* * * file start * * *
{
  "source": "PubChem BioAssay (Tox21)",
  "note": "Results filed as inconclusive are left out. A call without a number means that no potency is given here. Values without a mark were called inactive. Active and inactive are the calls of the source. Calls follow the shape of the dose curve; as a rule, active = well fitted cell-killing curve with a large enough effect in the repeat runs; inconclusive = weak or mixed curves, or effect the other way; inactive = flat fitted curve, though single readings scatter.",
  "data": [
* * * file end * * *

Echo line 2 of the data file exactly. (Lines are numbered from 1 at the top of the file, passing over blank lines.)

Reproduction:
  "source": "PubChem BioAssay (Tox21)",